STTR Phase I: Developing Alternate Aquafeeds Utilizing Marine Invertebrates and Plants Cultured from Fish Fecal and Feed Waste

Award Information
National Science Foundation
Award Year:
Phase I
Agency Tracking Number:
Solicitation Year:
Solicitation Topic Code:
Solicitation Number:
Small Business Information
RAS Corporation
14 Industrial Parkway, Brunswick, ME, 04011-7358
Hubzone Owned:
Minority Owned:
Woman Owned:
Principal Investigator:
Taylor Pryor
(207) 406-2669
Business Contact:
Taylor Pryor
(207) 406-2669
Research Institution:
University of Maine CCAR
Taylor Pryor
33 Salmon Farm Road
Franklin, ME, 04634-
() -
Nonprofit college or university
This Small Technology Transfer Research (STTR) Phase I project seeks to develop an alternate aquafeed that does not rely on the inclusion of captured, oceanic forage fish such as menhaden and sardines for its omega-3 content and is suitable for culturing marine fish in land-based recirculating aquaculture systems (RASs). Specifically, six alternate fish feeds will be formulated, pelletized and fed to California yellowtail (Seriola lalandi) in 18 saltwater, indoor tanks, containing 80 fish per tank in a size range starting at 20 grams up to 450 grams. A conventional, commercially available fish feed will be used as a control. Suitability will be measured by how well the growth and survival rates of the test group compare to the control group. The alternate feeds will utilize various substitutes for the absent fish meal, including microalgae, invertebrates such as sandworms and insect-derived meal. The ideal alternate feed will be price competitive, generally available and sourced from local processing wastes or cultured in the fecal and fed waste naturally generated from fish production in an aquafarm. The latter is feasible within RASs since the flow of nutrients can be directed beneficially from one crop to another in a web of interactive species. The broader impact/commercial potential of this project is to demonstrate that alternate aquafeeds are technically feasible. They can be price-competitive with conventional feeds. Companies selling conventional fish feed containing a substantial component of captured fish now advise customers to anticipate annual price raises as the growth of aquaculture combined with excessive fishing pressure impacts demand and supply respectively. Certainly the rise can be accommodated in the short term, but it behooves aquafarmers to develop alternatives since they can only raise prices to a point after which they become uncompetitive with fisheries catch while seafood customers turn to other protein. On the positive side, there is a growing concern by seafood distributors, chefs and consumers whether seafood is or is not ?sustainable?, that is whether it abuses or contributes to a healthy global ecosystem. Thus, a clear commercial opportunity is emerging, perhaps as a niche market at the outset, but almost certainly a very large market in time as aquaculture continues to grow.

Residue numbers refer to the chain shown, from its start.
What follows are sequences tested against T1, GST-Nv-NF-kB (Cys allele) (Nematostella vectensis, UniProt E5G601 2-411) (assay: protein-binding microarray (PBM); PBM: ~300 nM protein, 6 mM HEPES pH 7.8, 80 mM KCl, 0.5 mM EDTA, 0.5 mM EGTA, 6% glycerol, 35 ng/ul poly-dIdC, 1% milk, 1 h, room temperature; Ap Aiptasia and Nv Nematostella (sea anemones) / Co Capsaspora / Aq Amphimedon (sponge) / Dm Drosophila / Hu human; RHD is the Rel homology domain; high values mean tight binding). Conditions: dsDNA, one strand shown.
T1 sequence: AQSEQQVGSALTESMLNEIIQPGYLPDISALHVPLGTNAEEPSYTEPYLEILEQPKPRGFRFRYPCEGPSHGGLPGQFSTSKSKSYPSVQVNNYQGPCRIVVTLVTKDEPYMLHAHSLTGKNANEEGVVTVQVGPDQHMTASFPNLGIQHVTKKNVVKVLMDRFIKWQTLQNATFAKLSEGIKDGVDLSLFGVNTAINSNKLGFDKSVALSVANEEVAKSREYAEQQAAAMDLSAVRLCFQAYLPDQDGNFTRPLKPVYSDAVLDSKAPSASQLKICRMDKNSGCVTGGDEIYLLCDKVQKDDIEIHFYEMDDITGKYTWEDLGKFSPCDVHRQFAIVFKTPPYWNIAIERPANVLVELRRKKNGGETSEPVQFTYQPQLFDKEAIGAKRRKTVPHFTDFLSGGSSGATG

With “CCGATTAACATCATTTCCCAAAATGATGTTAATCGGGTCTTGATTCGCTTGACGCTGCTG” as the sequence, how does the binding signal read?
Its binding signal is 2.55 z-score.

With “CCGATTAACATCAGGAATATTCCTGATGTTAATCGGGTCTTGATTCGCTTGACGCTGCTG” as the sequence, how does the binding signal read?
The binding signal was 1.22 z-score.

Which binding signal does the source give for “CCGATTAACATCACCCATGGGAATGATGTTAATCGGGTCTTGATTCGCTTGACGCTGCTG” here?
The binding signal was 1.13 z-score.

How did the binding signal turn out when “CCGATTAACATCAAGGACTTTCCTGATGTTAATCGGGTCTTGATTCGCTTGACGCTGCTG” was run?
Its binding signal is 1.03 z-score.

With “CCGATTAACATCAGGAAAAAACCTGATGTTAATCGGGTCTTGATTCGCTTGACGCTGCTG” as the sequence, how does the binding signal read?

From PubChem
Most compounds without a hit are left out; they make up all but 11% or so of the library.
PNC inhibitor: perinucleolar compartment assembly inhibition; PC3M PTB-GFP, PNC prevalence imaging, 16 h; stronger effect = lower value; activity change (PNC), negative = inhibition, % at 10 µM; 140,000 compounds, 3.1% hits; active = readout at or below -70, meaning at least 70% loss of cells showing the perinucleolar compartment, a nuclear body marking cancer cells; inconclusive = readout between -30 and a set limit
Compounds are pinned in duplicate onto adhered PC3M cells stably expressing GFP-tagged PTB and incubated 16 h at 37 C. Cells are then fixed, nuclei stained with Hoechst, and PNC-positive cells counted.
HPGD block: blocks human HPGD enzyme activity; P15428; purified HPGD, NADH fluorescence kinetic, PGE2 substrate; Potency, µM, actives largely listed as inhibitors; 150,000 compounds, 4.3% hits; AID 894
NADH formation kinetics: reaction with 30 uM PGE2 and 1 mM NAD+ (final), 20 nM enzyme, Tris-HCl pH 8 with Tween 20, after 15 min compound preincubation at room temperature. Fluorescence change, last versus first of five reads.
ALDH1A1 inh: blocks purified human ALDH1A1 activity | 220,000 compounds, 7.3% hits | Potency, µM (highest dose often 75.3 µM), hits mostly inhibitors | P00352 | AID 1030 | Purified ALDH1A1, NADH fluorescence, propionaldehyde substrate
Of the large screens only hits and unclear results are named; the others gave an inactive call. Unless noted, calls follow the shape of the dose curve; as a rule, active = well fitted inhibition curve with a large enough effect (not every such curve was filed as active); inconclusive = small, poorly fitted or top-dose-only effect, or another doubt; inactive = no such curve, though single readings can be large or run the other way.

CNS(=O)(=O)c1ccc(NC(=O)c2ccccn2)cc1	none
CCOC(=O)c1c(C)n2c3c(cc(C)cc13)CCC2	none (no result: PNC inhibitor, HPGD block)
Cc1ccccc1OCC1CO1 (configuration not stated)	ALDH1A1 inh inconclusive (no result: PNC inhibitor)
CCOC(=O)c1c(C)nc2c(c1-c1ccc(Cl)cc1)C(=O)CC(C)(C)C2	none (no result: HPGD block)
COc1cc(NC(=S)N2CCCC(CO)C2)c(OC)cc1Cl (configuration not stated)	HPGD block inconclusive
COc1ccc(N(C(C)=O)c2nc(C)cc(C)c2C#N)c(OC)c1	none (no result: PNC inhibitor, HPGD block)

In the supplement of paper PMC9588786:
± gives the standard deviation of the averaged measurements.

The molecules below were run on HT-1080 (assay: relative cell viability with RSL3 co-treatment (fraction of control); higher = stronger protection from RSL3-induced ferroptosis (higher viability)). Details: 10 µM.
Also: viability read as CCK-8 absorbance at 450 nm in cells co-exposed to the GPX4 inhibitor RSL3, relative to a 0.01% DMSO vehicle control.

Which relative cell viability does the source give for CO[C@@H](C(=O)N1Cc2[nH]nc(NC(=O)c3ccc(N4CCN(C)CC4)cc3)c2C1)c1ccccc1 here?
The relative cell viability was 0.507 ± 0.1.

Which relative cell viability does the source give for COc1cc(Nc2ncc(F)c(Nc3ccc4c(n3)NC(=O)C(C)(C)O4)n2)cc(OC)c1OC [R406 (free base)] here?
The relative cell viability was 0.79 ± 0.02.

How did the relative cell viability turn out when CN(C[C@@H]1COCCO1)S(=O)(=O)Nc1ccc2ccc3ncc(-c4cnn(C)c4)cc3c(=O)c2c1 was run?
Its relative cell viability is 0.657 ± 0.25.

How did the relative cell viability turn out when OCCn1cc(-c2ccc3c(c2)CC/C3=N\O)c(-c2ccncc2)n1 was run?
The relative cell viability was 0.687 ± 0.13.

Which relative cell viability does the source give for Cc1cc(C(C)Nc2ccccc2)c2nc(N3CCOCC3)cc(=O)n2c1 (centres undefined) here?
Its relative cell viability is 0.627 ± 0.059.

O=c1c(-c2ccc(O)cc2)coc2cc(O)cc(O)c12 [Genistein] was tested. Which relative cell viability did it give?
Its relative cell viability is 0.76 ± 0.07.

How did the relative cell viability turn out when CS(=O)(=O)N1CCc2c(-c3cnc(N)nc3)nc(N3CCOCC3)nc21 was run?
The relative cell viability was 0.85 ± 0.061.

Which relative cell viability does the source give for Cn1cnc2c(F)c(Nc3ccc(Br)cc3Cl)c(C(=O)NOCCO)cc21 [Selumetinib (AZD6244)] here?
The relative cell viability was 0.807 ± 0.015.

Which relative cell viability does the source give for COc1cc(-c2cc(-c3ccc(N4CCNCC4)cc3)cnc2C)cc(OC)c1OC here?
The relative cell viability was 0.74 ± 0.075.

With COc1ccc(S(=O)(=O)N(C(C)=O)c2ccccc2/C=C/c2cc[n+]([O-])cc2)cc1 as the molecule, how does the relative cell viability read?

* information listed above is at the time of submission.

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